Thank you for the replies!

--Andy


I may not be fast,
but at least I'm slow.
Re: Do you "swing" your Courante? [Re: Cinnamonbear] #2323065
09/02/14 10:26 AM
09/02/14 10:26 AM
Joined: Dec 2006
Posts: 516
Alberta
1
1RC Offline
500 Post Club Member
1RC  Offline
500 Post Club Member
1

Joined: Dec 2006
Posts: 516
Alberta
I read in [url="http://www.amazon.com/Dance-Music-J-S-Bach/dp/0253214645/ref=sr_1_1?s=books&ie=UTF8&qid=1409667352&sr=1-1&keywords=dance+and+the+music+of+js+bach"]Dance and the Music of JS Bach[/url] that the french courante was one of the slowest dances. From what I recall this was deduced from specific dance steps written from the time of Louis XIV which could not have possibly been done quickly.

I took a peek on youtube and found a video of [url=https://www.youtube.com/watch?v=418-Lzfhu0I]two girls performing the dance[/url]

It was an unusual concept when I first read it and my teacher made dubious faces at the idea so I never did give it a proper exploration. If I have time later I will dig up a quote or two from the book!

Last edited by 1RC; 09/02/14 10:34 AM.
Re: Do you "swing" your Courante? [Re: 1RC] #2323415
09/02/14 11:25 PM
09/02/14 11:25 PM
Joined: Jan 2010
Posts: 4,423
Rockford, IL
Cinnamonbear Offline OP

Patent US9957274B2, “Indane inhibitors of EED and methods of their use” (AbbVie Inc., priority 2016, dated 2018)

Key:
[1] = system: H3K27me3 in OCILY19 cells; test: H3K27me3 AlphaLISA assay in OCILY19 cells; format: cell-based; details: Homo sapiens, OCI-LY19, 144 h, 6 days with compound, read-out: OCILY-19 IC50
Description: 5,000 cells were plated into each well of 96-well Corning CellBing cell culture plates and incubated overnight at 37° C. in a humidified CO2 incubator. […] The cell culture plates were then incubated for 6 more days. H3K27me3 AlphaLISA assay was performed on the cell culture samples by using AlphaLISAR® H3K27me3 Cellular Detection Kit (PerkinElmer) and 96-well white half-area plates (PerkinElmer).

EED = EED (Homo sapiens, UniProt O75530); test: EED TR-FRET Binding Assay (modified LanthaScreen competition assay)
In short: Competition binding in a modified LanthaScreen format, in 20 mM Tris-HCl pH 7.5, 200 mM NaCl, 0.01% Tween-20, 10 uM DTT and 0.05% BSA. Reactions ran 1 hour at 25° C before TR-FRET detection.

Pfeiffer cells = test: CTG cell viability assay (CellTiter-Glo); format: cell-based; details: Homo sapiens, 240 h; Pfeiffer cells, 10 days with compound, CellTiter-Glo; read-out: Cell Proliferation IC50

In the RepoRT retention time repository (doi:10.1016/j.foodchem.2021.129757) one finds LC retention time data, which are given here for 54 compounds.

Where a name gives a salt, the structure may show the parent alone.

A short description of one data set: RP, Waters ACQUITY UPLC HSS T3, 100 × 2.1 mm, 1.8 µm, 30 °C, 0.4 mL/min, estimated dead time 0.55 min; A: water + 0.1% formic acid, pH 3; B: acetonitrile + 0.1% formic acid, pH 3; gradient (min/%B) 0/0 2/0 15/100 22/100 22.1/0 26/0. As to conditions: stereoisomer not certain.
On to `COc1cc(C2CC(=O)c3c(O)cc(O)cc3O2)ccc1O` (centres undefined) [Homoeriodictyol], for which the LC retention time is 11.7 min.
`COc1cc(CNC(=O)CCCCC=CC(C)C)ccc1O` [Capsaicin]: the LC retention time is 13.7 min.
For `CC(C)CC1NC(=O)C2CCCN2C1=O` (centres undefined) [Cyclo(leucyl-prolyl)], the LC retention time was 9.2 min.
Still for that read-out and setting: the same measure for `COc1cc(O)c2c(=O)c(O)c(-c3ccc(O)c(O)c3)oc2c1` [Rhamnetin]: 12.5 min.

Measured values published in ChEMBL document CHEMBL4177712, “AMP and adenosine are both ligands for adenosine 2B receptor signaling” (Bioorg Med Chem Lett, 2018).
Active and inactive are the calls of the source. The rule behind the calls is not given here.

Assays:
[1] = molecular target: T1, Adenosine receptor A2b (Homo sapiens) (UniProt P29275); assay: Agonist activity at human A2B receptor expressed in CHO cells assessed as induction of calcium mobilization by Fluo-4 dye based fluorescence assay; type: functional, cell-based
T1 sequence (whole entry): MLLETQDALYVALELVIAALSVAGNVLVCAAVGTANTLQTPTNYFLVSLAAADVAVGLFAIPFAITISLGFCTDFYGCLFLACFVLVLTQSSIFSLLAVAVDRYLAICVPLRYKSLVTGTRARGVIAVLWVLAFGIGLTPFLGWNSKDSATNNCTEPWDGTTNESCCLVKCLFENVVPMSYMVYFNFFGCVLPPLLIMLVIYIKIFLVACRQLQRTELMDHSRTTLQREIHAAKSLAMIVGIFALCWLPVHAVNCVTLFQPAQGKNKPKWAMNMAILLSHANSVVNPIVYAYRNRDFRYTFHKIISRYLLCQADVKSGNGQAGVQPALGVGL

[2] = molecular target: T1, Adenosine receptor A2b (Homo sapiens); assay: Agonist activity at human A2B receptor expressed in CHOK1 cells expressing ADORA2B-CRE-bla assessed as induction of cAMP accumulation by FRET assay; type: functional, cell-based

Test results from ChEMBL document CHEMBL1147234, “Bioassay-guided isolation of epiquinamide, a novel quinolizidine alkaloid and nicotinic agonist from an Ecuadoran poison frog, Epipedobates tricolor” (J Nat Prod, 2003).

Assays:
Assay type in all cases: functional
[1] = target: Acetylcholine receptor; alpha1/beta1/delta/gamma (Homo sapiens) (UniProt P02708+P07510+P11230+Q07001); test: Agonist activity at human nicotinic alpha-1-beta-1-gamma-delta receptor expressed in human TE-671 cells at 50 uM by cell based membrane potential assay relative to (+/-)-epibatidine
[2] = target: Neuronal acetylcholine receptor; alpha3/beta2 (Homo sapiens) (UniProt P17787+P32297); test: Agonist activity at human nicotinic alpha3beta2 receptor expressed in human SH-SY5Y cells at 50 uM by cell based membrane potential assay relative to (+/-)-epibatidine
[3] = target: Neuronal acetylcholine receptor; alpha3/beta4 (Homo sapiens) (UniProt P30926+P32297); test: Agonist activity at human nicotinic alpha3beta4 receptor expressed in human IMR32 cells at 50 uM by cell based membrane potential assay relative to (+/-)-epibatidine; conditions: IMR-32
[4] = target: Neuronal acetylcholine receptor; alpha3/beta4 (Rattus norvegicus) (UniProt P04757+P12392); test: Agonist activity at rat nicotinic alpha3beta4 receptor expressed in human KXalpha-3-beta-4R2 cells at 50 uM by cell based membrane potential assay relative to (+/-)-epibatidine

4000 Post Club Member
Cinnamonbear  Offline OP
4000 Post Club Member

Joined: Jan 2010
Posts: 4,423
Rockford, IL
*Slaps forehead*

I keep forgettin' you can look stuff up on the Internet!

So, tonight, I hit the jackpot. People dancing to the very Dieupart suite that I'm preparing for the e-cital! Ha-ha!!! laugh

Sarabande:


Menuet:


Gigue:


Didn't find anyone dancing to Dieupart's Courante, but I did find this example of a courante: http://youtu.be/l_LqOvnQny4

Then a very confusing Allemande: http://youtu.be/7BXfc3UoC38

Then, this: http://youtu.be/rziWXnRKmrw

...which made me wonder, "How could anyone dance with such tricked-out hair?" crazy

Ah, the YouTube rabbit hole. grin


I may not be fast,
but at least I'm slow.

Moderated by  Brendan, Kreisler 

Shop our Store for Music Lovers!
PianoSupplies.com is Piano World's Online Store
Please visit our store today.
(ad)
Pianoteq
PianoTeq Bechstein
(ad)
Faust Harrison Pianos
Faust Harrison 100+ Steinway pianos
New Topics - Multiple Forums
Home upright piano sound?
by Yuri Pavlov. 08/21/19 01:08 AM
Queen Victorian's Piano at the Proms
by WhoDwaldi. 08/20/19 11:33 PM
Why play on the black keys as a beginner?
by Andamento. 08/20/19 09:59 PM
What's Hot!!
Mason & Hamlin Piano Factory Tour!
-------------------
Posting Pictures on the Forums
-------------------
Forums RULES & HELP
-------------------
ADVERTISE on Piano World
Forum Statistics
Forums41
Topics193,650
Posts2,860,959
Members94,203
Most Online15,252
Mar 21st, 2010
Please Support Our Advertisers


Faust Harrison 100+ Steinways

Dampp Chaser Piano Life Saver

 Best of Piano Buyer

PianoTeq Bechstein
Visit our online store for gifts for music lovers


 
Help keep the forums up and running with a donation, any amount is appreciated!
Or by becoming a Subscribing member! Thank-you.
Donate   Subscribe
 
Our Piano Related Classified Ads
| Dealers | Tuners | Lessons | Movers | Restorations | Pianos For Sale | Sell Your Piano |

Advertise on Piano World
| Subscribe | Piano World | PianoSupplies.com | Advertise on Piano World |
| |Contact | Privacy | Legal | About Us | Site Map | Free Newsletter |


copyright 1997 - 2019 Piano World ® all rights reserved
No part of this site may be reproduced without prior written permission
Powered by UBB.threads™ PHP Forum Software 7.7.1